- Paul Feig, who I will someday hug, talked to The Hollywood Reporter about the Ghostbusters reboot criticism on Twitter: “The Internet is really funny—I love it, but I hate it at the same time. The first wave when you make an announcement like that is overwhelmingly positive. Everyone’s so happy and you’re like, ‘This is great.’ Then comes the second wave and you’re like, ‘Oh my God. Some of the most vile, misogynistic s— I’ve ever seen in my life.’… I figure it’s some wacked-out teenager. But almost constantly it’s someone who’s bio says ‘Proud father of two!’ And has some high-end job. You’re raising children and yet you’re bashing me about putting women in my movie?”
- Amy Schumer’s “Night Of Too Many Stars” stand-up set is chock full of trenchant and hilarious feminist tidbits: “I assumed I’d just write [Trainwreck] and they’d cast, like, Kate Upton, or Kate Middleton, like, a Kate, you know. I assumed I’d just be on set as the writer with a laptop and a messy bun, and she’d be like, ‘Um, why is there a garden gnome talking to me?’ But they’re like, ‘No, we want you to be in the movie. But stop eating.’ And I was like, ‘Okay.’ And they were like, ‘You promise?’ And I was like, ‘Oh my God, I don’t even like food, I was just bored.’”
- And more Schumer, this time at SXSW: “I wanna get [feminism] tattooed on my clit. I think people don’t know what the word feminism means.” “What does the word feminism mean?” asked interviewer Danielle Nussbaum. Schemer replied, “Well, I’m one of those people… No, social and political equality for women. I think if you’re against that, you’re crazy, you’re a crazy person.”
- Ava DuVernay, during her SXSW keynote, on the motivation behind Selma: “I went into that film with one thought, singular and clear: Serve this story. You have to. It wasn’t made with any sort of achievement in mind…The women of the movement never got their due…If your dream only includes you, it’s too small.”
- Indie producer Christine Vachon, during her SXSW speech, on the difficulty of getting investors for movies with female protagonists: “Female-driven dramas are tough. Even on Still Alice…when you get somebody like Julianne Moore [who won the Best Actress Oscar for her film], financiers are like, ‘Who’s going to play her husband?’ That seems to be endemic. It’s changing more rapidly in other platforms. TV has already left us in the dust. Women are extremely prolific in those fields.”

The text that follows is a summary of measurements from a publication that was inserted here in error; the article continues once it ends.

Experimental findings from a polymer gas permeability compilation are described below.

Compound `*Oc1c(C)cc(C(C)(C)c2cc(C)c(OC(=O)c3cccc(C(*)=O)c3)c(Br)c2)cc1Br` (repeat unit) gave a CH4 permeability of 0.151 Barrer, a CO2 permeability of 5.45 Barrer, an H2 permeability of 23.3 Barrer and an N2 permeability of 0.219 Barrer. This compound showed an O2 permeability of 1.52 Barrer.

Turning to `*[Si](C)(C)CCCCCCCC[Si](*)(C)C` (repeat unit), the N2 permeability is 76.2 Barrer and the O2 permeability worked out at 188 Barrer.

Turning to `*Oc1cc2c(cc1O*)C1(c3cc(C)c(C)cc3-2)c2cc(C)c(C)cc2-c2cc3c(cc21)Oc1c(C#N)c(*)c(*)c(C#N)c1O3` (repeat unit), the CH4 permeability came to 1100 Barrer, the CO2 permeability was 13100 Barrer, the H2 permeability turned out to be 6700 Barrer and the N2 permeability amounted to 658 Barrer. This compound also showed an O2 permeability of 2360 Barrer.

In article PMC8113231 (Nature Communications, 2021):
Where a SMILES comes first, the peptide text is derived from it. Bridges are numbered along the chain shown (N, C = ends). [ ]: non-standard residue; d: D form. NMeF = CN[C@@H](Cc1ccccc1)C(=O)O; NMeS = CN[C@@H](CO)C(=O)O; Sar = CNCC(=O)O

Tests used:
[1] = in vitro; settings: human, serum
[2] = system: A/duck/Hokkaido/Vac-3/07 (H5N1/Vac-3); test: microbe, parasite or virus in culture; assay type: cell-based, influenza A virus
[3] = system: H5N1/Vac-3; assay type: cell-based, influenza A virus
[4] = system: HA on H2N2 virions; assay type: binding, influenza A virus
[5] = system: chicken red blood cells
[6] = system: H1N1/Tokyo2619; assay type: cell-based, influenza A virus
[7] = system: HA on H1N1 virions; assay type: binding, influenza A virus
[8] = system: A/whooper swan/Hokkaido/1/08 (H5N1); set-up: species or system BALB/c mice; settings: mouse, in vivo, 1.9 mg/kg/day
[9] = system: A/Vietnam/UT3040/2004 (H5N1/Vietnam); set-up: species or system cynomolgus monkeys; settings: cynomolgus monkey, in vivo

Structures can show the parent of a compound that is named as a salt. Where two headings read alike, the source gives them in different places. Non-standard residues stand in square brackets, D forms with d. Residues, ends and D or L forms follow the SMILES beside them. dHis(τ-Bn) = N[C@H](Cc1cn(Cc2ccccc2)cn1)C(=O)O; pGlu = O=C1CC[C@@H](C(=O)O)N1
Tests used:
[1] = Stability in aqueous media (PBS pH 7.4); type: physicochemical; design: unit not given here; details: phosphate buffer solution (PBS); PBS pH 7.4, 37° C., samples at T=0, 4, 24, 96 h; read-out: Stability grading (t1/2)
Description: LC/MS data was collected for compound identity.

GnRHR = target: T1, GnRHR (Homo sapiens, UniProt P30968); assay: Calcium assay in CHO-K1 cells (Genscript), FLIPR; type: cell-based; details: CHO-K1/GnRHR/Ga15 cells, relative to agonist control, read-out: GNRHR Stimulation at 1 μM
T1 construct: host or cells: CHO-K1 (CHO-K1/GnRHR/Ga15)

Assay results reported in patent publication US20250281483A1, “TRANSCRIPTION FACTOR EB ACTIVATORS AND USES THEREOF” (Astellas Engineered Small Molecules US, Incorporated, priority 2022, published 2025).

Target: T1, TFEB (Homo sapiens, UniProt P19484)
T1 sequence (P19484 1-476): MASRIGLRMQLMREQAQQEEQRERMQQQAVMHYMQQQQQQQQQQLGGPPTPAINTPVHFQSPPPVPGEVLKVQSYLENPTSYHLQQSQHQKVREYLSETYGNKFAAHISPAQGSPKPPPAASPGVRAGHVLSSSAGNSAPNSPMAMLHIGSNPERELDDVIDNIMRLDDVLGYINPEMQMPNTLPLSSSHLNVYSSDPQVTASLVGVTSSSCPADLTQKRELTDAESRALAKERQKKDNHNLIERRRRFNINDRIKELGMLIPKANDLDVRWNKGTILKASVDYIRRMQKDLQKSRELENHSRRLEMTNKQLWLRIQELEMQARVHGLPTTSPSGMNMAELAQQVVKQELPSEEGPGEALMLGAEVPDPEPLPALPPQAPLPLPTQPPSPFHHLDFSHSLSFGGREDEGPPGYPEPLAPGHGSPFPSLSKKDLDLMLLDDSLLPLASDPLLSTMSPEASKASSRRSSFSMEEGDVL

- Julianne Moore, in Refinery29, on how sexism isn’t just a problem within the film industry: “When people talk about sexism being endemic to show business specifically, I think that’s not true. It’s more of a global issue. I think the thing that we’re becoming aware of is that there are differences to the way genders are treated throughout the world. It’s not something that's happening just in my business.”
- Rose Byrne and my best friend Paul Feig talk to Vulture about the difficulty of making a female-led comedy (Spy) that succeeds internationally: “I wanted to figure out how to do a female-led comedy that could have a chance doing well internationally,” said Feig. “That’s always the excuse you hear from the studios and producers, why they can’t have more movies starring women, because they ‘don’t work internationally.’ But fuck that. Well, here’s all these elements, check all the other boxes and make it undeniable that it works. The more time you can crack through that wall, the better. They’re going to say it was a one-off, like with Bridesmaids, but the more things are successful, the harder those excuses become.”
Harbinger of doom: All Disney-Pixar women look the same
Intrepid Tumblr-er Alex of Every Flavored Bean found an unsettling pattern in Disney’s and Pixar’s movies: All of both studio’s female characters look the same. Round, youthful face. Button nose. Seriously. All of them. And the studios’ male faces, of course, range from chubby to hairy to big-nosed to—gasp—racially diverse. As Alex puts it, WHAT. THE. FUCK. Has there ever been a more on-the-nose representation (or on-the-nose pun than the one I just made) of the cramped, unforgiving beauty standards Hollywood places on women than the proof that, when given the chance, Hollywood gives all women the exact same face?
It’s likely that this has something to do with a quote from Frozen’s head of animation, Lino DiSalvo, last year: “Historically speaking, animating female characters is really, really difficult, ’cause they have to go through these range of emotions, but they’re very, very — you have to keep them pretty and they’re very sensitive to—you can get them off a model very quickly. So, having a film with two hero female characters was really tough, and having them both in the scene and look very different if they’re echoing the same expression; that Elsa looking angry looks different from Anna (Kristen Bell) being angry.”
I thought we were always so pretty when we were angry?
Harbinger of doom/Sign of hope hybrid: Ashley Judd’s Twitter threats